Use caution with heated classes. Some of our constitutions thrive on heat. Heat feels great and allows you to stretch more. However, if you are already hypermobile, adding heat to the mix may allow you to stretch past your healthy range without noticing it. So, I’m not saying avoid heated classes altogether, but approach them mindfully.
Don’t take every pose to the most “advanced” variation. The hypermobile person will often be instantly “good” at yoga. They will be able to achieve the extreme shapes with relative ease. Do not confuse this for being an “advanced” yogi. What you don’t see in those experienced yogis is the incredible amount of work their muscles are doing in the poses. Your pose may look similar on the outside, but if you’re not doing the work inside the pose, you could be abusing your body rather than nourishing it. Most yoga teachers will offer “bus stops” or several variations of each pose. Experiment with taking a different variation than you usually do and work on the following suggestions…
“Hug in.” or “Hug muscle to bone.” This is yoga speak for using your muscles in poses. This achieves several outcomes. 1. It gets you focused on your body and moving with intention rather than achieving some outward ideal of the pose. 2. Activating the muscles around your joints in a balanced way helps create stability. 3. Over a long period of time, consistently activating those muscles will create “hypertrophy” – the muscles actually add more fibers in parallel. This creates passive stiffness and helps protect your joints even when you’re not actively engaging them.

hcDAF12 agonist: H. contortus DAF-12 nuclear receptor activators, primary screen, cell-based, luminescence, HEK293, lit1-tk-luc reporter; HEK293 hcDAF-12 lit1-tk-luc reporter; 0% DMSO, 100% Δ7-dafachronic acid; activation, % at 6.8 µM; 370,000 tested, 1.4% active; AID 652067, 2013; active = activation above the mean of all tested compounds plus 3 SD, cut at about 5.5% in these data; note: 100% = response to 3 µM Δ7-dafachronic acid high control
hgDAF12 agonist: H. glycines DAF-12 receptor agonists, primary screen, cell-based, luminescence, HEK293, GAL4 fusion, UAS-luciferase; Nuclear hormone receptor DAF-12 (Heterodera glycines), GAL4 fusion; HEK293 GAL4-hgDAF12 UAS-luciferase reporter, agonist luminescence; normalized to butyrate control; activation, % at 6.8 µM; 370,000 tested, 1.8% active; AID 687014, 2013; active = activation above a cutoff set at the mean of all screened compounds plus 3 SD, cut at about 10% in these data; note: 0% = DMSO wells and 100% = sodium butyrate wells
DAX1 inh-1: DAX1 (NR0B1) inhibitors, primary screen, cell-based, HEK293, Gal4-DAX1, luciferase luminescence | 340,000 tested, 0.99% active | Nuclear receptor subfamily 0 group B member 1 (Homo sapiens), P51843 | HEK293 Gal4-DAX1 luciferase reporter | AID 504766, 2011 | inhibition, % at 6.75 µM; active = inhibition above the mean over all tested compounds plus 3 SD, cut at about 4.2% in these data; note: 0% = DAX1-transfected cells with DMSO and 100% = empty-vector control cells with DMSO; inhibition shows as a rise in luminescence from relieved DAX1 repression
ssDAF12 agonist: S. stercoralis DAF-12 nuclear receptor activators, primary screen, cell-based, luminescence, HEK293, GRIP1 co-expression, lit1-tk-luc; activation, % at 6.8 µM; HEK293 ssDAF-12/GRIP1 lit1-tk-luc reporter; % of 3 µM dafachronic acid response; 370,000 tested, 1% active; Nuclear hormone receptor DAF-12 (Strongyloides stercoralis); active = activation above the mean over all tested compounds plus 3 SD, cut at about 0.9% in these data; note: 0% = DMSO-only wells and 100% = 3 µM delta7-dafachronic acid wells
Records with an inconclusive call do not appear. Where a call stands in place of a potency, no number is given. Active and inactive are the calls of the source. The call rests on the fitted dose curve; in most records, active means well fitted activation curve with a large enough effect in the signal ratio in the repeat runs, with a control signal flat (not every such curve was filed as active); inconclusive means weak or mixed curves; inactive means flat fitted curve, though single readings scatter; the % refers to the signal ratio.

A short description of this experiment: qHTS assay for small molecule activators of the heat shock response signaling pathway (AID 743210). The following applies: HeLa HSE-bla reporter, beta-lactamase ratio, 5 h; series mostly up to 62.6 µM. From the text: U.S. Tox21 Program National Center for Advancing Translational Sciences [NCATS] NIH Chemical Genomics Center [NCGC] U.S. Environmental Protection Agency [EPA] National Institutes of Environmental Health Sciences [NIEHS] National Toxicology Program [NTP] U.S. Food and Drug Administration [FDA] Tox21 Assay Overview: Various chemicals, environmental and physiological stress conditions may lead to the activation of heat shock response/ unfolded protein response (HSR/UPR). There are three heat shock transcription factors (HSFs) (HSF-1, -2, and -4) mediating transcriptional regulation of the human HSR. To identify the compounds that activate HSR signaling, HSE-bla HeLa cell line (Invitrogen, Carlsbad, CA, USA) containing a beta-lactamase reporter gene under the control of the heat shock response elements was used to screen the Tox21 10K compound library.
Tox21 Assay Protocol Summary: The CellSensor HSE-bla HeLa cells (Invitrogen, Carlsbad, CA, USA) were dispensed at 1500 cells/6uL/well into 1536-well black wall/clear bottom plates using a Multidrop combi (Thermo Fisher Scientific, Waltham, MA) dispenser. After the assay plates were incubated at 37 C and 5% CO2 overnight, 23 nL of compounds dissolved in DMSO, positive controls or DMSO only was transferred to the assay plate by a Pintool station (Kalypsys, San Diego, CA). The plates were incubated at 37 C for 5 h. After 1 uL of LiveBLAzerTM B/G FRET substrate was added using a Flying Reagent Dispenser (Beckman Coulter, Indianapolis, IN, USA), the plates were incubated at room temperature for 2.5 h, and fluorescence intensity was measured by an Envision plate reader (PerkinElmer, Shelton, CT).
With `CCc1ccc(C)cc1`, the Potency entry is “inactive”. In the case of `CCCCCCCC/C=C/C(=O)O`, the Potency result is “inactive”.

Move slowly. It may be tempting to walk into those fast-paced level 3 vinyasa classes because you can achieve the shape of the poses, but being hypermobile often means your sensation of your body position and joint position (kinesthesia and proprioception) is more difficult to connect to, especially when moving at a faster pace. The easiest sensation to connect to is that of muscle stretch – at this point, you may have already taken the pose too far. Also, many of us have adopted resting positions of our joints which are already on the extreme side. In that case, you can’t expect your body to magically find the optimal position on its own, certainly not when moving fast. Instead, slow down and learn to connect to the sensation of the boundaries of your muscles and the subtle movement within your joints. It’s quite fascinating and will transform your practice!